1970s Sitcom Flop - Sugar Time Here's a short-lived sitcom from the 1970s that, if it's remembered at all, it's mostly recalled by teenage boys. Sugar Time aired on ABC for just 13 episodes in the 1977-78 season. The show revolved around three attractive young ladies who formed a musical group called Sugar, but also held regular jobs. The threesome tried to break into the singing business by working free of charge at a local nightclub. The show's stars were Barbi Benton (as Maxx), Marianne Black (as Maggie), and Didi Carr (as Diane). Four episodes were aired in the summer of 1977. According to the reference book Total Television, the remaining nine episodes were scattered "irregularly thereafter." This is the opening montage. (An odd snippet of trivia: Didi Carr did very little acting after Sugar Time was cancelled in May 1978. She married a rabbi in 1984--and apparently is still wed to him--but she became a staunch atheist! That must be awkward!)
Tags: Sugar  Time  sitcom  flop   
Added: 21st June 2017
Views: 1084
Rating:
Posted By: Lava1964
Black Tom Explosion 1916 Even though the United States was neutral nation in 1916, it was still occasionally affected by acts of war. The most notable to happen on land was the Black Tom explosion on July 30, 1916, in Jersey City, NJ. It was an act of sabotage by German agents to destroy American-made munitions that were to be supplied to the Allies in the First World War. Black Tom was originally a man-made island constructed around a large black rock in New York Harbor that was a well-known hazard to naval navigation. It was eventually connected by the Lehigh Valley Railroad to the mainland and was absorbed into Jersey City. It became a major munitions depot even before the war. Shortly after midnight on July 30, 1916, a series of small fires was discovered on the pier. Some guards tried to fight the fires while others fled, fearing an explosion. They had good reason to fear such a calamity as 2 million pounds of explosives and small arms were stored on Black Tom Island awaiting shipment to Czarist Russia. The feared explosion came; actually there were several explosions. The first and biggest occurred at 2:08 a.m. It had the force of an earthquake measuring 5.5 on the Richter scale. Flying fragments caused more than $100,000 in damages to the Statue of Liberty on its gown and torch. (To date, the torch has never been reopened to the public.) Windows 25 miles were shattered and the explosion was felt as far away as Philadelphia. Four people were definitely killed by the blast--including an infant. Some sources claim the fatality total was seven. Blame originally was directed at Black Tom Island watchmen who had lit small smudge-pot fires to drive away mosquitoes, but they were quickly absolved of blame when the true nature of the fires showed obvious evidence of arson. German saboteurs were blamed for the incident which caused $20 million in damages. The Leigh Valley Railroad successfully sued the German government after the war but had no success in collecting any compensation until 1953 when the West German government agreed to pay $95 million. The final payment was made in 1979.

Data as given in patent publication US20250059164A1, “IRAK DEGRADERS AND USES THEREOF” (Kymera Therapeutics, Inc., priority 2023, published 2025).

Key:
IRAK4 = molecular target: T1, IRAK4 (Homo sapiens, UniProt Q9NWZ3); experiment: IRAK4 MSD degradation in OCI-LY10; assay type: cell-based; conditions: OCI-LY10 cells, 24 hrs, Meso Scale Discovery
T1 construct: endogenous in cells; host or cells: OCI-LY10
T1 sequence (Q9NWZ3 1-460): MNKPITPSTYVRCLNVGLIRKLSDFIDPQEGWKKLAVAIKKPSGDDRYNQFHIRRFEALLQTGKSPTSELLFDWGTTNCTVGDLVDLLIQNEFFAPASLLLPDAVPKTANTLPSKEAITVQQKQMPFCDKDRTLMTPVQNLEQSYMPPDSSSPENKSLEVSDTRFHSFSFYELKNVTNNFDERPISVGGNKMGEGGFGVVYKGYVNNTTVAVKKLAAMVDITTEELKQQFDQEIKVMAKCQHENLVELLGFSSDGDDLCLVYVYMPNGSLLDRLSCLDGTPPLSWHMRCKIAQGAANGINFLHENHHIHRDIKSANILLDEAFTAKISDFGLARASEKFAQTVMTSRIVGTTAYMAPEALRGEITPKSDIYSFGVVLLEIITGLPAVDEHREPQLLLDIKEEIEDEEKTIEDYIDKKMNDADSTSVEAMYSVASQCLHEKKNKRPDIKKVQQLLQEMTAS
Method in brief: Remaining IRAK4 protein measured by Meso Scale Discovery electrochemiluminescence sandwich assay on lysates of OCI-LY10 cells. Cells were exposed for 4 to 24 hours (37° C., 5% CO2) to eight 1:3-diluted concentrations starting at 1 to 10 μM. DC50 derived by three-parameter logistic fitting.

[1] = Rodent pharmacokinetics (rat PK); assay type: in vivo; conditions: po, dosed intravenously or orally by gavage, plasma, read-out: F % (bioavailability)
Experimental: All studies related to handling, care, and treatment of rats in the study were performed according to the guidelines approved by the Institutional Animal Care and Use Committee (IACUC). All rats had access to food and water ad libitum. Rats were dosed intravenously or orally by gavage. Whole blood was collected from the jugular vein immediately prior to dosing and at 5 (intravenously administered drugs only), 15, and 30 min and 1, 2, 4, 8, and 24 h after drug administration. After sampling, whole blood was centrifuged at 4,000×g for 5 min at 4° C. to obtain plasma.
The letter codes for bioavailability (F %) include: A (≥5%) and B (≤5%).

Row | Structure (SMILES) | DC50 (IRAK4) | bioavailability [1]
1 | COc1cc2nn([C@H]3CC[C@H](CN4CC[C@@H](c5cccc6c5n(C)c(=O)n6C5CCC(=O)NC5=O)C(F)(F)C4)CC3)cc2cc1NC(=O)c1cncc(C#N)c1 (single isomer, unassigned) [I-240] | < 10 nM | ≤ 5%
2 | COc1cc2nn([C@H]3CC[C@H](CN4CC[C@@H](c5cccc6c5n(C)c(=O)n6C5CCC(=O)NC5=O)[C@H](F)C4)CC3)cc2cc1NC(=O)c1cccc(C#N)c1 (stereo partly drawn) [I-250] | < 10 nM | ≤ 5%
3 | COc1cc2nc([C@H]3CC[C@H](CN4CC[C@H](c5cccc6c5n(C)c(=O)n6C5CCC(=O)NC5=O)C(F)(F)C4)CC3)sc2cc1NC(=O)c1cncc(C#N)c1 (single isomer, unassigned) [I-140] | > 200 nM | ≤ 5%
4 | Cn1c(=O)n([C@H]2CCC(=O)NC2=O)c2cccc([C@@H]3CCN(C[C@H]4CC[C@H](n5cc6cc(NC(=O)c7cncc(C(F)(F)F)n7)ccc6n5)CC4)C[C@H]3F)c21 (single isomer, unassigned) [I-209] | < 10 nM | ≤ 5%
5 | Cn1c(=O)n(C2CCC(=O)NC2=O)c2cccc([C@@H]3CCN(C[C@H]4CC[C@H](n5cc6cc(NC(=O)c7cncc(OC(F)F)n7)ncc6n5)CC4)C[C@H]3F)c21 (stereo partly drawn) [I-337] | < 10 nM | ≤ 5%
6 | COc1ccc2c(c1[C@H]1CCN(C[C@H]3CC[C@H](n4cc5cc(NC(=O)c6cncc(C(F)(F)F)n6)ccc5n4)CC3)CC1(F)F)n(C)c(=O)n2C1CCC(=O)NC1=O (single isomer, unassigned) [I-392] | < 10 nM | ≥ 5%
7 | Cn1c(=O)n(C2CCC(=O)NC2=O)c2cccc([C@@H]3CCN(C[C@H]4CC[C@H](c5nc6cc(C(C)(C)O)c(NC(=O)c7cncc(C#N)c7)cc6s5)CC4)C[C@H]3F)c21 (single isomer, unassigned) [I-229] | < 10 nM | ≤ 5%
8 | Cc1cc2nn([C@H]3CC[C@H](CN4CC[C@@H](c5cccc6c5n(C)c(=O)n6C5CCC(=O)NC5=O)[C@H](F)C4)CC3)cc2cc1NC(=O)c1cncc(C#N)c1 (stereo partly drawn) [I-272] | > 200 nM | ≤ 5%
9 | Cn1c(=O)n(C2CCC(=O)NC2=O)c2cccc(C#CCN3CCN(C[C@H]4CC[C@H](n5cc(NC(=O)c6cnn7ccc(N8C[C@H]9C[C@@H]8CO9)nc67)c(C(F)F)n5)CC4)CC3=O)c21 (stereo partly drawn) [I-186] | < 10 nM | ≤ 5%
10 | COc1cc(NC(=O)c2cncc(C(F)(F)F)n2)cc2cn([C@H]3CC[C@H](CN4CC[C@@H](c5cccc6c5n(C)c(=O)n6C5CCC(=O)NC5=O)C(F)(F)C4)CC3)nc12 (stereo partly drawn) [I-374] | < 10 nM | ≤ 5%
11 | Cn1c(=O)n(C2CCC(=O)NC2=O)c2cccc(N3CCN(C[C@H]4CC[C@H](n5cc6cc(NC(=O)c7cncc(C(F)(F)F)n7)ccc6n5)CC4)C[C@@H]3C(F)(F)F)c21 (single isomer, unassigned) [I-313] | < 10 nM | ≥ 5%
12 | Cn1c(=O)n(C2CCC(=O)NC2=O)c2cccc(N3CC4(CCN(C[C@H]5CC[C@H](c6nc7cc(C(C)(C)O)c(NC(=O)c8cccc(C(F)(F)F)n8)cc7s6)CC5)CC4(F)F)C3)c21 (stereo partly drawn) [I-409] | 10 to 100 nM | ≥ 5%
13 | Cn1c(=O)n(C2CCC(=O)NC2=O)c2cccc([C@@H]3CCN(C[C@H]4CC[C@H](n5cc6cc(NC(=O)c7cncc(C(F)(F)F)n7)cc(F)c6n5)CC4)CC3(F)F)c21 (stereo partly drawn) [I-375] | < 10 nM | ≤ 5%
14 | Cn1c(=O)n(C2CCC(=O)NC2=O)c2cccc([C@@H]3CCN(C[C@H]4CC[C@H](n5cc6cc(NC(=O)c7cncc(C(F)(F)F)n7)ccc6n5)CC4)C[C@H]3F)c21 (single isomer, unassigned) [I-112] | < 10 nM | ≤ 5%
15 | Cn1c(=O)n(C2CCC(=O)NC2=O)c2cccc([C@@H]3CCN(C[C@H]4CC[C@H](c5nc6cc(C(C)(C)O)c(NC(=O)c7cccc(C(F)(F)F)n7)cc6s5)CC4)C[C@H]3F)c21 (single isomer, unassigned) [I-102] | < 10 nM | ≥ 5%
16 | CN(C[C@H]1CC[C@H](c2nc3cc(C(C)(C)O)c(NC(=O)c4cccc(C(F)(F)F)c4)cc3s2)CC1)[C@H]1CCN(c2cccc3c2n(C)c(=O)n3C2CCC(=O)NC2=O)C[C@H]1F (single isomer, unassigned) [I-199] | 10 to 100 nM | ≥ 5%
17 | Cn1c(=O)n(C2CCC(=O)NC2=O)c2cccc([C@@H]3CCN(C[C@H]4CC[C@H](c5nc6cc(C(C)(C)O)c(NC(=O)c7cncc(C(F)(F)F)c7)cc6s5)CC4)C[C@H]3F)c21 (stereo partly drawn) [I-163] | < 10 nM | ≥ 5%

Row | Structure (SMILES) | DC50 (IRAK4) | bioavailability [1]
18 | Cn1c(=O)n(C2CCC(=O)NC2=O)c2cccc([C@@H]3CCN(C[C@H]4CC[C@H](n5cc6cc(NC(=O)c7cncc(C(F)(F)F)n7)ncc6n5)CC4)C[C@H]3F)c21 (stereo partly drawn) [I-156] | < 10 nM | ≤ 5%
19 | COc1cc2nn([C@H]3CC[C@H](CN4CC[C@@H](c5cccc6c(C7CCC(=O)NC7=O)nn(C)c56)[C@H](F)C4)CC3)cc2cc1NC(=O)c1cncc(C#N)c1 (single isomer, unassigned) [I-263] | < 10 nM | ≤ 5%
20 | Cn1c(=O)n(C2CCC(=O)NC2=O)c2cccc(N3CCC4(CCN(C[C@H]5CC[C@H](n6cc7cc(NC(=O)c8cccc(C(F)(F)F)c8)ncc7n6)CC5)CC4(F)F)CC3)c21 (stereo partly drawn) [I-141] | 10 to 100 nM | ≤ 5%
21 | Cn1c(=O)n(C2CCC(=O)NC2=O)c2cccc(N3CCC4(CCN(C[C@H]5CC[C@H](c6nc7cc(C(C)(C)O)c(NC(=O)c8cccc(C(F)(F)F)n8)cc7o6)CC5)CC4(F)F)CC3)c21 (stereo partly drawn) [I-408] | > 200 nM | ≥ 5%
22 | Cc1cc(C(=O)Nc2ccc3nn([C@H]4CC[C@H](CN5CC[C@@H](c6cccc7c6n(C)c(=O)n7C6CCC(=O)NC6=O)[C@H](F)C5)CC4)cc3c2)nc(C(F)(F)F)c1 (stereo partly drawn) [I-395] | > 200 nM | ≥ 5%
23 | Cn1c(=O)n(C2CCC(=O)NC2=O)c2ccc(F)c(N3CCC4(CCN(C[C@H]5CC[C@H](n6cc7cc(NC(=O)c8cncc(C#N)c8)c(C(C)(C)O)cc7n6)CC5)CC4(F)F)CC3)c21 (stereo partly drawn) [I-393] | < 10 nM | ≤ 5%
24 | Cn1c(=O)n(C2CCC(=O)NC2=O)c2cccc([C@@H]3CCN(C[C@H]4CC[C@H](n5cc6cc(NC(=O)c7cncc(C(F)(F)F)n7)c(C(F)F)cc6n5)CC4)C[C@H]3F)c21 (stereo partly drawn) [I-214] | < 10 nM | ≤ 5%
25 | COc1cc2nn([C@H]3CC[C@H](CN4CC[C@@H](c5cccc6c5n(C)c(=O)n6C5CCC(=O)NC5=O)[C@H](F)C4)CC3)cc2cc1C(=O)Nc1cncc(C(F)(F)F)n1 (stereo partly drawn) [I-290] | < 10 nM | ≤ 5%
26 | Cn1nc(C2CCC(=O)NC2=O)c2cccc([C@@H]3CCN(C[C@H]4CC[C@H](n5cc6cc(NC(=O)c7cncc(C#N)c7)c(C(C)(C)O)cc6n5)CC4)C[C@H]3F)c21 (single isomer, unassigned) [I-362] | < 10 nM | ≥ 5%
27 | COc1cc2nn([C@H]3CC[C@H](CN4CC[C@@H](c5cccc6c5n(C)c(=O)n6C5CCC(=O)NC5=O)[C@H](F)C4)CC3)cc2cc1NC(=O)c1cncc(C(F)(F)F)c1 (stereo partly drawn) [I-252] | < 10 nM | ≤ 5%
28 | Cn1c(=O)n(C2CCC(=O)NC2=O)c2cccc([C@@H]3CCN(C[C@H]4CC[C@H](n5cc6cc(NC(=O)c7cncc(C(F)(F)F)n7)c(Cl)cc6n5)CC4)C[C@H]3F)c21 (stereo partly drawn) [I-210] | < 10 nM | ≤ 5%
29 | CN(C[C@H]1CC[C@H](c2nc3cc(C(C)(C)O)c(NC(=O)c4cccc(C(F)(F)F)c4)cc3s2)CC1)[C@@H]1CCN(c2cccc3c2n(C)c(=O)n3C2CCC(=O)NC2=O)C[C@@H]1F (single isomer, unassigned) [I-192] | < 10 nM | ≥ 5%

Tags: Black  Tom  Explosion  1916  German  sabotage 
Added: 13th January 2018
Views: 949
Rating:
Posted By: Lava1964